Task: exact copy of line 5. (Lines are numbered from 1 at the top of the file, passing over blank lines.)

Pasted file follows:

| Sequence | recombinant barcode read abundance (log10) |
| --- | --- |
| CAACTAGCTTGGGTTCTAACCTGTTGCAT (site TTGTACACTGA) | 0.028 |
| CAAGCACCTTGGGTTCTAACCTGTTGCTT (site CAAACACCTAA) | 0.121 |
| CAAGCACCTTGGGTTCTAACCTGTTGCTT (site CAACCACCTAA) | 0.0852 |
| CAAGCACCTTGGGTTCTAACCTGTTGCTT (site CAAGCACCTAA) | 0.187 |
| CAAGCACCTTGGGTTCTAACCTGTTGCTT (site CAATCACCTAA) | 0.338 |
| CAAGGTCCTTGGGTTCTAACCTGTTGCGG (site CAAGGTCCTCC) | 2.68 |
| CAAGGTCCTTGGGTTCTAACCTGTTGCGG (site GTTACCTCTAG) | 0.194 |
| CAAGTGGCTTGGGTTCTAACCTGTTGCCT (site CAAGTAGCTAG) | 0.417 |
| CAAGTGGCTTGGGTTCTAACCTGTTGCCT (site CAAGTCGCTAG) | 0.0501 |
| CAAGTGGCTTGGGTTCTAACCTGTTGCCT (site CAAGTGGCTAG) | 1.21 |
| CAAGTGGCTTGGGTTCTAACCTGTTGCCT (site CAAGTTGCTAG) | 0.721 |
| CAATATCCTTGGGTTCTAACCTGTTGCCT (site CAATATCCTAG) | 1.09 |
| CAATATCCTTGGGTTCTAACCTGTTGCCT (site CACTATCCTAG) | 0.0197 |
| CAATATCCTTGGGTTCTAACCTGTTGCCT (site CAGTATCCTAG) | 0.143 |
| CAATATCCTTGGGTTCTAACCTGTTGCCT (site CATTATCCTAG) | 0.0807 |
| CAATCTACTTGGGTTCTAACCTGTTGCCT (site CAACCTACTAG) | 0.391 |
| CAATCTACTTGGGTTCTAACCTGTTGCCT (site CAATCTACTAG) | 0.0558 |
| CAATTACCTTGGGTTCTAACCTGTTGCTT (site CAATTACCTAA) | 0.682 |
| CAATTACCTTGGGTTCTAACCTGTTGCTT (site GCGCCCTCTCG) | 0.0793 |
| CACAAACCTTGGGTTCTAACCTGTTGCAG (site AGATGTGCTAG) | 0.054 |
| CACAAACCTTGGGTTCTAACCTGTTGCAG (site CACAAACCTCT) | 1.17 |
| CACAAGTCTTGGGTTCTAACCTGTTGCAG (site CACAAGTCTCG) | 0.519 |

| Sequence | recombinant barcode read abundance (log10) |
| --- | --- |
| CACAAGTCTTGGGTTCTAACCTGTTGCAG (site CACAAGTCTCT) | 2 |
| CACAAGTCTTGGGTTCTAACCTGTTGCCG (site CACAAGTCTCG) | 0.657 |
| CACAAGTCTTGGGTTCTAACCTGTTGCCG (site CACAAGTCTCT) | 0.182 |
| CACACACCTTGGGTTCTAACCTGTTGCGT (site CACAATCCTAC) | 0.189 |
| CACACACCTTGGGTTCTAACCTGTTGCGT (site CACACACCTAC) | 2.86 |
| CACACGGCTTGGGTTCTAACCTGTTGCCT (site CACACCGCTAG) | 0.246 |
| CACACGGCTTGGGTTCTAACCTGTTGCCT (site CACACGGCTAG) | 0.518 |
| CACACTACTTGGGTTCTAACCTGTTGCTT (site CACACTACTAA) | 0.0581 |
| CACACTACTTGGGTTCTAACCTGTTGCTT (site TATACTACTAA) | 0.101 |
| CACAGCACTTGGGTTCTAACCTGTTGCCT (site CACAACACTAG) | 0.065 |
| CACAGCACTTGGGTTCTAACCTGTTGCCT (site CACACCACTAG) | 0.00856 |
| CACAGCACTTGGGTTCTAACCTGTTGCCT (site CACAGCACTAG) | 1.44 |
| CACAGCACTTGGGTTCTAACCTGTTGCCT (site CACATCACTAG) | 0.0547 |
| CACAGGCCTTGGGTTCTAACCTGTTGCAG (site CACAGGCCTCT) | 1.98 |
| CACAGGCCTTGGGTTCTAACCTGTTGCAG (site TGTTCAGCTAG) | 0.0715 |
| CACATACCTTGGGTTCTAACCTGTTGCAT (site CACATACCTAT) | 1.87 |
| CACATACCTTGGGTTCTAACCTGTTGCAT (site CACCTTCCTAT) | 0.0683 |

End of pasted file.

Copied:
| CAAGCACCTTGGGTTCTAACCTGTTGCTT (site CAACCACCTAA) | 0.0852 |